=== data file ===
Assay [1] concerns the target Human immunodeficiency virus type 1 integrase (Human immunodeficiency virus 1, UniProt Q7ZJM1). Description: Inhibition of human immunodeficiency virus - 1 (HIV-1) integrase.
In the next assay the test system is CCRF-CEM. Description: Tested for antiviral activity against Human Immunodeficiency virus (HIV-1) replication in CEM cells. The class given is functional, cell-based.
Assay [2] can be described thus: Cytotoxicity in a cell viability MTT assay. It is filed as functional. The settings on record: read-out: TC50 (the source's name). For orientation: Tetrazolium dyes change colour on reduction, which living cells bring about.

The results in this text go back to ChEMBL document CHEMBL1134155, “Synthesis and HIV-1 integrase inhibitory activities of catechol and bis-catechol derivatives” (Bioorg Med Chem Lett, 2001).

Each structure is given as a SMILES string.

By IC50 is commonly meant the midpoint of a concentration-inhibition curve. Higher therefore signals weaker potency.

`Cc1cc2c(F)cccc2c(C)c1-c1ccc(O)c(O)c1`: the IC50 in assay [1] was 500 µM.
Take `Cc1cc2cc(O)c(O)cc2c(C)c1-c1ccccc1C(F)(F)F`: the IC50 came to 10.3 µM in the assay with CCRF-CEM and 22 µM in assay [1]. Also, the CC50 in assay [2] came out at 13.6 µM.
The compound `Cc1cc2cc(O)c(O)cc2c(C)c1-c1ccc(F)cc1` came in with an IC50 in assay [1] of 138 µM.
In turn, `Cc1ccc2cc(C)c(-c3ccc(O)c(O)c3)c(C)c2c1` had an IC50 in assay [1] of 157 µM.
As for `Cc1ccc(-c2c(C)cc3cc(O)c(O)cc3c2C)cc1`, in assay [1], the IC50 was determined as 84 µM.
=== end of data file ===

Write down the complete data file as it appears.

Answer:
Assay [1] concerns the target Human immunodeficiency virus type 1 integrase (Human immunodeficiency virus 1, UniProt Q7ZJM1). Description: Inhibition of human immunodeficiency virus - 1 (HIV-1) integrase.
In the next assay the test system is CCRF-CEM. Description: Tested for antiviral activity against Human Immunodeficiency virus (HIV-1) replication in CEM cells. The class given is functional, cell-based.
Assay [2] can be described thus: Cytotoxicity in a cell viability MTT assay. It is filed as functional. The settings on record: read-out: TC50 (the source's name). For orientation: Tetrazolium dyes change colour on reduction, which living cells bring about.

The results in this text go back to ChEMBL document CHEMBL1134155, “Synthesis and HIV-1 integrase inhibitory activities of catechol and bis-catechol derivatives” (Bioorg Med Chem Lett, 2001).

Each structure is given as a SMILES string.

By IC50 is commonly meant the midpoint of a concentration-inhibition curve. Higher therefore signals weaker potency.

`Cc1cc2c(F)cccc2c(C)c1-c1ccc(O)c(O)c1`: the IC50 in assay [1] was 500 µM.
Take `Cc1cc2cc(O)c(O)cc2c(C)c1-c1ccccc1C(F)(F)F`: the IC50 came to 10.3 µM in the assay with CCRF-CEM and 22 µM in assay [1]. Also, the CC50 in assay [2] came out at 13.6 µM.
The compound `Cc1cc2cc(O)c(O)cc2c(C)c1-c1ccc(F)cc1` came in with an IC50 in assay [1] of 138 µM.
In turn, `Cc1ccc2cc(C)c(-c3ccc(O)c(O)c3)c(C)c2c1` had an IC50 in assay [1] of 157 µM.
As for `Cc1ccc(-c2c(C)cc3cc(O)c(O)cc3c2C)cc1`, in assay [1], the IC50 was determined as 84 µM.